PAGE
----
Ike Davis says he hasn't done anything wrong

Ike Davis looks on in the ninth inning

Ike Davis looks on in the ninth inning of a game against the Washington Nationals at Citi Field. (Sept. 11, 2012) (Credit: Jim McIsaac)

Mets first baseman Ike Davis defended his work ethic and his willingness to be coached, both of which came under scrutiny Tuesday amid rumblings that he might be jettisoned in an offseason trade.

"I don't really have an answer for that because it's never been an issue," Davis said Tuesday night before severe weather wiped out the Mets' scheduled game with the Phillies. "I've never done anything wrong. I show up to the field ready to play every day. I really don't even know where it's coming from and it's not really true."

Citing anonymous sources, ESPN reported that internal concerns about Davis' nightlife and his resistance to coaching have encouraged the Mets to explore a trade. With the lefthanded-hitting Davis out of the picture, the Mets could slide the lumbering Lucas Duda to first base, allowing the club to keep his power bat in the lineup without enduring his subpar defense in the outfield.

In recent days, Mets manager Terry Collins has made no secret about his desire to give Duda more playing time. Against lefthanded starters, Collins has started Duda at first base, triggering speculation about Davis' future.

But Collins disputed concerns about Davis' work ethic, while also lending context to rumblings about a trade.

"As far as a possible trade, there's not a guy in that clubhouse that can't get traded," Collins said. "Not a guy."

That the Mets have no untouchables is hardly a surprise. At 66-81, they have assured themselves their fourth straight losing season. Even if the club hashes out a long-term extension with third baseman David Wright, they must fill holes behind the plate, in the bullpen and in all three spots in the outfield.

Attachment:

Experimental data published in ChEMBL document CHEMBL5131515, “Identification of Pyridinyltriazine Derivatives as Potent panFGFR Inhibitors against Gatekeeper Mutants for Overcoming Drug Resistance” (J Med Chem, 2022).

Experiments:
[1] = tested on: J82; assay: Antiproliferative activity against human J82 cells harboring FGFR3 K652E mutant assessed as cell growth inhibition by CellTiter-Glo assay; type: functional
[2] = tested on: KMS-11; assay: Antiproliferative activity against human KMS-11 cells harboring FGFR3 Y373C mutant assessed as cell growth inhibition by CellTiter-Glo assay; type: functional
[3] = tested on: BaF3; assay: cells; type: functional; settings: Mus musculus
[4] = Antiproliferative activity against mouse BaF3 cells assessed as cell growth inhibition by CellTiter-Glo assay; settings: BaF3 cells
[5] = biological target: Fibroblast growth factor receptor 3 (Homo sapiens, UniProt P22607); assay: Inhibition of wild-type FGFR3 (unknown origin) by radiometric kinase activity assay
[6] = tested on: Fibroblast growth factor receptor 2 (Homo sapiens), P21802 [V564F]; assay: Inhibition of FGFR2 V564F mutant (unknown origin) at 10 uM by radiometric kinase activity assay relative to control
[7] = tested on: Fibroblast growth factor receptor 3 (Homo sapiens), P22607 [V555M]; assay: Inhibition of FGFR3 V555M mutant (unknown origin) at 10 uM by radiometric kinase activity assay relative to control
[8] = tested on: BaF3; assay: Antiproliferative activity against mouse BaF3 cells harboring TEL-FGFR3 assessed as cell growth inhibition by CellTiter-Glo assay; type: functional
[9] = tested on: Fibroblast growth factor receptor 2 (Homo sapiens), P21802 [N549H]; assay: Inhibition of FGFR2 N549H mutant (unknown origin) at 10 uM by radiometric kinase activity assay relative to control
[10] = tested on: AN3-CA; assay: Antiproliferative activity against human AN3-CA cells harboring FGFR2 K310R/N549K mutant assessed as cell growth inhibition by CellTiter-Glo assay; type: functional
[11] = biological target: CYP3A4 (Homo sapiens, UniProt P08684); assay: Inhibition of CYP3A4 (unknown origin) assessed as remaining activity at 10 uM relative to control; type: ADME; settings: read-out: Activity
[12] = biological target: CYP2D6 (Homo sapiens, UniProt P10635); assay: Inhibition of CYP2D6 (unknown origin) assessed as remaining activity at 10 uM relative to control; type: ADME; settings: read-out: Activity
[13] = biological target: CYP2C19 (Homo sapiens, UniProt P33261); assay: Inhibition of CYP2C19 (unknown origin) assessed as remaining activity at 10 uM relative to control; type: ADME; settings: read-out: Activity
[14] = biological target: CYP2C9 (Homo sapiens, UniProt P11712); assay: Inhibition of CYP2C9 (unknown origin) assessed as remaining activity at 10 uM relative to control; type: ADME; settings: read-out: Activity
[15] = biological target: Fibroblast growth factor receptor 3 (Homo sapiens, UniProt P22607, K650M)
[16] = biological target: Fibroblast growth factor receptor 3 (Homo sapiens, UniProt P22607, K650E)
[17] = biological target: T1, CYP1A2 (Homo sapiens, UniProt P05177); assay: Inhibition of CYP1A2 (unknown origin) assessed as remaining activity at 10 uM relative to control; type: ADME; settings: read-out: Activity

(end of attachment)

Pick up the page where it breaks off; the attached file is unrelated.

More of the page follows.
One rival executive said Tuesday that the Mets' best chances of acquiring quality players will hinge on their ability to creatively package several players such as Davis, who likely wouldn't be enough to warrant a meaningful return on their own.

Davis already has endured a tumultuous season. He contracted valley fever in camp, slumped badly in the opening months, then bounced back only to be blindsided by what he called false accusations.

Davis, 25, hit just .158 with five homers in his first 56 games. But since June 9, he's hitting .264 with 22 homers, 60 RBIs, and an on-base plus slugging percentage of .897. With three more homers, Davis would reach 30 in a season for the first time in his career.

"If you've seen my stances this year, we've tried a lot of things," Davis said. "I've done everything the coaches have asked me."

Collins backed Davis' assertion that no member of the coaching staff or front office has ever made an issue of his work habits. And not once, the manager said, could he recall Davis ignoring the directives of a coach.

Said Collins: "I just want to make sure everyone understands. We're behind Ike Davis 100 percent."

Notes & quotes: The Mets and Phillies will make up the rained out game with a 7:10 p.m. matchup Thursday . . . Matt Harvey will make his final start of the season Wednesday night. He was slated to pitch Tuesday night. Even before the game was officially called, the threat of bad weather was enough for Collins to scratch Harvey. The manager didn't want to deal with the chance of shutting down Harvey in the middle of his outing if inclement weather forced a delay.

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